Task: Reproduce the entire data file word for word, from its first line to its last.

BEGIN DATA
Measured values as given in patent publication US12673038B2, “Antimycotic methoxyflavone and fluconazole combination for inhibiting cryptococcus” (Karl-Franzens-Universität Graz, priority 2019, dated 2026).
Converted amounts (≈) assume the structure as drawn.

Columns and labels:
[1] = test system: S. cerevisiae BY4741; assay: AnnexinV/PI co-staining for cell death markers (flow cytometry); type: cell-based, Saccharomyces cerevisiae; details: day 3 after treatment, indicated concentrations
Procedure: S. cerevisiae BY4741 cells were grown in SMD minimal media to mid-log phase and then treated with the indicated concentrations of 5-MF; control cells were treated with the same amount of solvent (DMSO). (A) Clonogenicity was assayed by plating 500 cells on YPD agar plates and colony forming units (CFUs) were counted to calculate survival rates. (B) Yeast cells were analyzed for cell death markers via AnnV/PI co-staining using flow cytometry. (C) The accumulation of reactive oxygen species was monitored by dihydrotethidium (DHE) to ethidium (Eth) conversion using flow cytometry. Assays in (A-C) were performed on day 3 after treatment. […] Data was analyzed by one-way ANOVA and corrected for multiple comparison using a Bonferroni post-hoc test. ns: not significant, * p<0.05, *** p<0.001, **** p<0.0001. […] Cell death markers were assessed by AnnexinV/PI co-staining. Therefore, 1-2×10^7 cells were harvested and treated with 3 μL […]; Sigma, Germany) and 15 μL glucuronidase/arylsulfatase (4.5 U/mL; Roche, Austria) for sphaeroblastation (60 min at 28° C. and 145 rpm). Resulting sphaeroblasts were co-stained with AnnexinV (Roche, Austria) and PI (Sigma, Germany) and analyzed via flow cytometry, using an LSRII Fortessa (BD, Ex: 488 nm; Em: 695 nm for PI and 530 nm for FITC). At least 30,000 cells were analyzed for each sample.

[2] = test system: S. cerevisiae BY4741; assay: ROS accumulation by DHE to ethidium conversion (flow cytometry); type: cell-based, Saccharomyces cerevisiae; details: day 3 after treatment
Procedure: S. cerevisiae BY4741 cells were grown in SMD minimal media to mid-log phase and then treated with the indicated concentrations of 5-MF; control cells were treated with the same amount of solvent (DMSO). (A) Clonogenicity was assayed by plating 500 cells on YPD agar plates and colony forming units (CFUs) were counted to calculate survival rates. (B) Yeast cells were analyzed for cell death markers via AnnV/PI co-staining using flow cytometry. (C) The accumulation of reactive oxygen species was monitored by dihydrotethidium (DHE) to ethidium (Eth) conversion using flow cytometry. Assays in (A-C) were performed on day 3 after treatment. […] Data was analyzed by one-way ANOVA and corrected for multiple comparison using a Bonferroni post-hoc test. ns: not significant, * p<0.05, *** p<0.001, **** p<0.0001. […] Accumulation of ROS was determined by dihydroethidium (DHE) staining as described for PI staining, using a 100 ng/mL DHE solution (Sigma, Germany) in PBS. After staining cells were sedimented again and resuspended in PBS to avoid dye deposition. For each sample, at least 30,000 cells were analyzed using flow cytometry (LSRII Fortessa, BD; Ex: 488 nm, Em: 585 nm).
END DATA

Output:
Measured values as given in patent publication US12673038B2, “Antimycotic methoxyflavone and fluconazole combination for inhibiting cryptococcus” (Karl-Franzens-Universität Graz, priority 2019, dated 2026).
Converted amounts (≈) assume the structure as drawn.

Columns and labels:
[1] = test system: S. cerevisiae BY4741; assay: AnnexinV/PI co-staining for cell death markers (flow cytometry); type: cell-based, Saccharomyces cerevisiae; details: day 3 after treatment, indicated concentrations
Procedure: S. cerevisiae BY4741 cells were grown in SMD minimal media to mid-log phase and then treated with the indicated concentrations of 5-MF; control cells were treated with the same amount of solvent (DMSO). (A) Clonogenicity was assayed by plating 500 cells on YPD agar plates and colony forming units (CFUs) were counted to calculate survival rates. (B) Yeast cells were analyzed for cell death markers via AnnV/PI co-staining using flow cytometry. (C) The accumulation of reactive oxygen species was monitored by dihydrotethidium (DHE) to ethidium (Eth) conversion using flow cytometry. Assays in (A-C) were performed on day 3 after treatment. […] Data was analyzed by one-way ANOVA and corrected for multiple comparison using a Bonferroni post-hoc test. ns: not significant, * p<0.05, *** p<0.001, **** p<0.0001. […] Cell death markers were assessed by AnnexinV/PI co-staining. Therefore, 1-2×10^7 cells were harvested and treated with 3 μL […]; Sigma, Germany) and 15 μL glucuronidase/arylsulfatase (4.5 U/mL; Roche, Austria) for sphaeroblastation (60 min at 28° C. and 145 rpm). Resulting sphaeroblasts were co-stained with AnnexinV (Roche, Austria) and PI (Sigma, Germany) and analyzed via flow cytometry, using an LSRII Fortessa (BD, Ex: 488 nm; Em: 695 nm for PI and 530 nm for FITC). At least 30,000 cells were analyzed for each sample.

[2] = test system: S. cerevisiae BY4741; assay: ROS accumulation by DHE to ethidium conversion (flow cytometry); type: cell-based, Saccharomyces cerevisiae; details: day 3 after treatment
Procedure: S. cerevisiae BY4741 cells were grown in SMD minimal media to mid-log phase and then treated with the indicated concentrations of 5-MF; control cells were treated with the same amount of solvent (DMSO). (A) Clonogenicity was assayed by plating 500 cells on YPD agar plates and colony forming units (CFUs) were counted to calculate survival rates. (B) Yeast cells were analyzed for cell death markers via AnnV/PI co-staining using flow cytometry. (C) The accumulation of reactive oxygen species was monitored by dihydrotethidium (DHE) to ethidium (Eth) conversion using flow cytometry. Assays in (A-C) were performed on day 3 after treatment. […] Data was analyzed by one-way ANOVA and corrected for multiple comparison using a Bonferroni post-hoc test. ns: not significant, * p<0.05, *** p<0.001, **** p<0.0001. […] Accumulation of ROS was determined by dihydroethidium (DHE) staining as described for PI staining, using a 100 ng/mL DHE solution (Sigma, Germany) in PBS. After staining cells were sedimented again and resuspended in PBS to avoid dye deposition. For each sample, at least 30,000 cells were analyzed using flow cytometry (LSRII Fortessa, BD; Ex: 488 nm, Em: 585 nm).